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Since the White House rolled out its plan to create a federal college ratings system last August, administration officials have repeatedly insisted that they are not interested in putting together a scheme that would rank institutions.
As recently as Friday, for instance, Education Secretary Arne Duncan admonished a White House reporter’s suggestion that the administration is seeking to develop a system akin to the rankings compiled annually by U.S. News and World Report.
“Very different from U.S. News,” Duncan clarified. “This is not a ranking system; this is a rating system.”
The administration is proposing a system that rates institutions by giving them scores or grades on a set of indicators, officials have said, but it does not want to rank them numerically like a handful of publications do.
But a new paper released Wednesday by the American Council on Education makes the case against the administration’s proposed ratings system by laying out evidence it says shows that college rankings have harmed higher education.
“It’s not a big leap to make,” said Lorelle L. Espinosa, ACE’s assistant vice president for policy research and strategy, who co-wrote the paper. It is titled: “Rankings, Institutional Behavior, and College and University Choice: Framing the National Dialogue on Obama’s Ratings Plan.”
Espinosa said that that regardless of the metrics the administration chooses, there will be a rankings-like hierarchy of institutions that are rated well and those that aren’t.
The report cites research showing that college rankings influence institutional decision-making in negative ways and are also not a driving factor in student decisions, especially for those from low-income families.
While noting that “higher education has a love-hate relationship with college and university rankings,” the report says that rankings focused on institutional selectivity have incentivized colleges to shift spending, fund-raising, admissions and financial aid policies in ways that reinforce the socioeconomic stratification of institution.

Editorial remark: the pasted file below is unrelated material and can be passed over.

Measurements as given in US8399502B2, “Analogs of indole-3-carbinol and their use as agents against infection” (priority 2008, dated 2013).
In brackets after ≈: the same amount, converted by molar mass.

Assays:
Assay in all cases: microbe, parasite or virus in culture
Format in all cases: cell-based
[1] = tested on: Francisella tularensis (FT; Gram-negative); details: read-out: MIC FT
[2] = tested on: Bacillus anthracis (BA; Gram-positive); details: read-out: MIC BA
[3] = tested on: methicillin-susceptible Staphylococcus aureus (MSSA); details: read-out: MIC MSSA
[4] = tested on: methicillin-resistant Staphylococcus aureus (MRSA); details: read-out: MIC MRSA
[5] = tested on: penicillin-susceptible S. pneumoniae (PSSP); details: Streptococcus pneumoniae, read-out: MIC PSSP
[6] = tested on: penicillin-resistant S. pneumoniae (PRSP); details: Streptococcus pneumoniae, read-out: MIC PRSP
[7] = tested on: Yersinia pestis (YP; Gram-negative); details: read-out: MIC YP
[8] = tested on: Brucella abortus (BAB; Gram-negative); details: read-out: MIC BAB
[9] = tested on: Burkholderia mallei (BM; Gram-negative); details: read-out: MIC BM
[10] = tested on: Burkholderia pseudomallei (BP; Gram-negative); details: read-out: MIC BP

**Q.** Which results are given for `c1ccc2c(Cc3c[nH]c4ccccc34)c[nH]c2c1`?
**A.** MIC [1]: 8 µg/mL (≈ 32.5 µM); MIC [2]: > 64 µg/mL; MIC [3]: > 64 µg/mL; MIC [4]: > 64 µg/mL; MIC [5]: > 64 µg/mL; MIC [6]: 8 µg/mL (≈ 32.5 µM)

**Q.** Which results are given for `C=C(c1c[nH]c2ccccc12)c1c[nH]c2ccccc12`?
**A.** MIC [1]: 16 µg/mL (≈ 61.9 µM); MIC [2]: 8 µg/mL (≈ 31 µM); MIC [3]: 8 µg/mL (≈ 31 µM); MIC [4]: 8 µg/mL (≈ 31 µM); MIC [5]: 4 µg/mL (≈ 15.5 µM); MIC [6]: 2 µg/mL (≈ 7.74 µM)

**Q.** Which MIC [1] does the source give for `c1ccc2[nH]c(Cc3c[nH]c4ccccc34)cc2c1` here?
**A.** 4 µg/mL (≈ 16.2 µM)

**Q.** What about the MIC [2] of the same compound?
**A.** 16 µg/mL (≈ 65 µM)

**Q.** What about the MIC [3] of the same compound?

Further, the report says, low-income students do not rely on college rankings when they choose an institution. Affordability and geographic proximity are far more significant factors for those students, according to recent data from the University of California at Los Angeles Higher Education Research Institute’s annual freshman survey.
Wealthier students from families in the top income quartile have consistently been more likely than their lower-income counterparts to list college rankings as “very important” to their selection of an institution.
“A concern is that while the ratings tool is well-intentioned, it will go unseen by most students, especially in low-income communities, where information on higher education is already veiled and where high-touch personal interaction is needed to deliver information to students,” the report concludes.
Further, even to the extent that students would use a ratings tool, the lack of quality data to inform the administration’s system would undercut its effectiveness, Espinosa said.
Education Department officials have said they plan to release a first draft of the ratings system by the end of this spring.